The other thing you could consider is taking a nutritional supplement of oxygen as it helps the immune system and purifies. CoQ 10 also helps utilise oxygen better in the bodys cells.

Hope that helps? Drop me a line if you need anymore advice personally

love & blessings Hilary :lol:

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when I used to sing at outdoor festivals, main problems were dryness and wind in the mic. The wind problem is up to audio crews and gods-of-weather... and perhaps Ontario is humid, so throat drying out isnt a big risk like here in Los Angeles?

For allergies: I'd suggest using a neti pot (nasal rinse) shortly before the show and again in-between sets, if this is something you can manage at the sink in a public restroom.

Also talk to your MD about a prescription steroid nasal spray-gel (flo-nase, beconase are among the common versions here in USA). This might help counteract your body's reactions to the allergens, e.g. swelling and congestion, in a localized way & limited time. Once inhaled, most of the stuff stays in nasal area (good) but a little will spread into larynx. So if you go this route, be sure to try it out on a non-gig day, so you get familiar with the subtle effects and time frame (singing feels the same at first, but an hour later feels a little different?). Be sure these drugs do NOT include an active decongestant (Afrin, neosenephrin) because those will dry out voice very quickly.

There are homeopathic remedies for various allergens, worth a try if there is a good homeopathic pharmacy in your area. Again I don't know what's available in Canada.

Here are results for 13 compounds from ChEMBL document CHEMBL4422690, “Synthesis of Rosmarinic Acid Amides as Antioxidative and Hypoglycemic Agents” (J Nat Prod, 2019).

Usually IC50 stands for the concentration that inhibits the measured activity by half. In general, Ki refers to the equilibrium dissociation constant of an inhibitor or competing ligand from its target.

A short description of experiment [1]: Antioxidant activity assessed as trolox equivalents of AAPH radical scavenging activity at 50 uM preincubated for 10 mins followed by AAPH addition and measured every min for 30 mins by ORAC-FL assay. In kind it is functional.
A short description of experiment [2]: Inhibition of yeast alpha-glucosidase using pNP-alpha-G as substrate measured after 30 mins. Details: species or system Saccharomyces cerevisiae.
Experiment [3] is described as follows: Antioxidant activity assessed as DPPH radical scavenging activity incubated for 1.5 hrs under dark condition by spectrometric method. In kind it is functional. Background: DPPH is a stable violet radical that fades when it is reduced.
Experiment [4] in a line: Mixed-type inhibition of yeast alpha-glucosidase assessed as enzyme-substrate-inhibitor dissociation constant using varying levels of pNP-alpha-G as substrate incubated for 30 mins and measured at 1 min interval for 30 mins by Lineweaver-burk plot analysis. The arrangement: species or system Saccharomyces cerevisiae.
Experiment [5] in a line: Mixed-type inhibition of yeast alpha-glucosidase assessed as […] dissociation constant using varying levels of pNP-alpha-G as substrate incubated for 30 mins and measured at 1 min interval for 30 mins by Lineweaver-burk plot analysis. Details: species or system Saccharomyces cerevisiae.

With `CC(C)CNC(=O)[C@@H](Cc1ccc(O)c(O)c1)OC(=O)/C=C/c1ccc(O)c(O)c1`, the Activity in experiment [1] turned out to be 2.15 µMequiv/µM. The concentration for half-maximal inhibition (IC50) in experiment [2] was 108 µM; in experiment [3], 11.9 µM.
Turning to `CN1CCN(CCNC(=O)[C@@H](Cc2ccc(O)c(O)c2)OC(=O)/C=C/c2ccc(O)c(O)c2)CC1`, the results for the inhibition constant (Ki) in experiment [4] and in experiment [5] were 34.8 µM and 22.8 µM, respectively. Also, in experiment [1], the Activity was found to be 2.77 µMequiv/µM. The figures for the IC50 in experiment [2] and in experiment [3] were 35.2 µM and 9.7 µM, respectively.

Otherwise, best you can do is keep body generally strong: with good nutrition, non-allergenic Vit.C/bioflavinoids/Quercetin, exercise, de-stressing etc., so that you're physiologically in the best shape to manage these environmental stressors.

Allergy-related references I found very useful when writing my book on voice care www.tinyurl.com/cazden-book:

Brostoff, J. and Gamlin, L. (2000). Asthma: The Complete Guide to Integrative Therapies. Rochester, VT: Healing Arts Press.

Gagnon, D. et al. (1990) Breathe Free: Nutritional and Herbal Care for Your Respiratory System Lotus Press WI

Schachter, N.(2006). The Good Doctor’s Guide to Colds and Flu. New York; HarperTorch.

best regards - from a Celtic music fan!



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Consider examining what and how does the bad air affect you. If it is affecting the nasal cavity, and the nasal cavity mucus drains into the throat and then irritates the chest, try using Mucinex. If it's chest, is it mucus or is it particulate matter?

The body frequently reacts to cumulative conditions, that is, once one surpasses a threshold, one gets ill. The outdoors is difficult to control, so you may want to reduce your exposure to indoor aggravators, so as to reduce the impact of outdoor aggravators.

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Also, different people react differently to treatments. Roobois tea is suppose to help with allergies, but when I drink it, my mouth also feels dry. So, unless you can determine what and how you are aggravated, suggested remedies are guesswork.

My opinion is that this is true even if you've been to doctors and had allergies test. The body is very complicated, and physicians need to take a lot of time and various test-trials to determine what a rarer condition is. This can be very, very expensive. So, the best first step, in my opinion, is to read a lot about how the particular part of the body works, how your condition is affected, and then work with an expert to try various methods of solving.